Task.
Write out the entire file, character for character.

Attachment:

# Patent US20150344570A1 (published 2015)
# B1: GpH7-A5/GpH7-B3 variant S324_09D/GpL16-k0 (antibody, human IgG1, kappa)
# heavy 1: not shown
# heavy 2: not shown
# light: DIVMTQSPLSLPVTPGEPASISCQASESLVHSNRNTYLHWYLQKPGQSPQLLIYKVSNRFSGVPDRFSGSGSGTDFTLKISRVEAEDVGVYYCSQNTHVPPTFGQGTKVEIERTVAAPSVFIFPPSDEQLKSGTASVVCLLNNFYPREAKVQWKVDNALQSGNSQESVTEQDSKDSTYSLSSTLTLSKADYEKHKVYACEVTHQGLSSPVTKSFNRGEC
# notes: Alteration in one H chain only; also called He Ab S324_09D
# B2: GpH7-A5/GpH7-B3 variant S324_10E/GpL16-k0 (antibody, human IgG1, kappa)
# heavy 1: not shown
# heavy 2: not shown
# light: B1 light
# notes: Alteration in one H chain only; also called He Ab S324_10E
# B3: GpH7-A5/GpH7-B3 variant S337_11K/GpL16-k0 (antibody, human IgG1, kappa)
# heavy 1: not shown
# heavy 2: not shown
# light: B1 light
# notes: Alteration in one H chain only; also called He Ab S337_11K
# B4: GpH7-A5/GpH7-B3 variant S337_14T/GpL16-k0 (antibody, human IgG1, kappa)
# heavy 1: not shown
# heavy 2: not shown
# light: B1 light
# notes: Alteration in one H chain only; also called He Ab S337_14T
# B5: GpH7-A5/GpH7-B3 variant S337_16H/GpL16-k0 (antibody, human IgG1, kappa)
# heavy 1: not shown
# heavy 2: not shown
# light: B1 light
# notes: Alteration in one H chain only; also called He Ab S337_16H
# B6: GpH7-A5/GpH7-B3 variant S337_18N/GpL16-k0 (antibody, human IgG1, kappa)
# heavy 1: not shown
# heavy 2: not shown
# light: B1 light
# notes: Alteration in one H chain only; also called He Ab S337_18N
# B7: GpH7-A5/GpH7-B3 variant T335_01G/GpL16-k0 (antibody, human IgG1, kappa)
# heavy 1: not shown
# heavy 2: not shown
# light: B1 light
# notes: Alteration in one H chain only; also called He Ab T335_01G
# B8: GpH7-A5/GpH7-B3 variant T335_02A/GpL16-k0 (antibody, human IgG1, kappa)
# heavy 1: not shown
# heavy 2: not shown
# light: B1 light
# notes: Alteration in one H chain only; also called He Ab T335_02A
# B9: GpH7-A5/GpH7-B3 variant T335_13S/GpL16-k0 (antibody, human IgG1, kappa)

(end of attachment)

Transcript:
# Patent US20150344570A1 (published 2015)
# B1: GpH7-A5/GpH7-B3 variant S324_09D/GpL16-k0 (antibody, human IgG1, kappa)
# heavy 1: not shown
# heavy 2: not shown
# light: DIVMTQSPLSLPVTPGEPASISCQASESLVHSNRNTYLHWYLQKPGQSPQLLIYKVSNRFSGVPDRFSGSGSGTDFTLKISRVEAEDVGVYYCSQNTHVPPTFGQGTKVEIERTVAAPSVFIFPPSDEQLKSGTASVVCLLNNFYPREAKVQWKVDNALQSGNSQESVTEQDSKDSTYSLSSTLTLSKADYEKHKVYACEVTHQGLSSPVTKSFNRGEC
# notes: Alteration in one H chain only; also called He Ab S324_09D
# B2: GpH7-A5/GpH7-B3 variant S324_10E/GpL16-k0 (antibody, human IgG1, kappa)
# heavy 1: not shown
# heavy 2: not shown
# light: B1 light
# notes: Alteration in one H chain only; also called He Ab S324_10E
# B3: GpH7-A5/GpH7-B3 variant S337_11K/GpL16-k0 (antibody, human IgG1, kappa)
# heavy 1: not shown
# heavy 2: not shown
# light: B1 light
# notes: Alteration in one H chain only; also called He Ab S337_11K
# B4: GpH7-A5/GpH7-B3 variant S337_14T/GpL16-k0 (antibody, human IgG1, kappa)
# heavy 1: not shown
# heavy 2: not shown
# light: B1 light
# notes: Alteration in one H chain only; also called He Ab S337_14T
# B5: GpH7-A5/GpH7-B3 variant S337_16H/GpL16-k0 (antibody, human IgG1, kappa)
# heavy 1: not shown
# heavy 2: not shown
# light: B1 light
# notes: Alteration in one H chain only; also called He Ab S337_16H
# B6: GpH7-A5/GpH7-B3 variant S337_18N/GpL16-k0 (antibody, human IgG1, kappa)
# heavy 1: not shown
# heavy 2: not shown
# light: B1 light
# notes: Alteration in one H chain only; also called He Ab S337_18N
# B7: GpH7-A5/GpH7-B3 variant T335_01G/GpL16-k0 (antibody, human IgG1, kappa)
# heavy 1: not shown
# heavy 2: not shown
# light: B1 light
# notes: Alteration in one H chain only; also called He Ab T335_01G
# B8: GpH7-A5/GpH7-B3 variant T335_02A/GpL16-k0 (antibody, human IgG1, kappa)
# heavy 1: not shown
# heavy 2: not shown
# light: B1 light
# notes: Alteration in one H chain only; also called He Ab T335_02A
# B9: GpH7-A5/GpH7-B3 variant T335_13S/GpL16-k0 (antibody, human IgG1, kappa)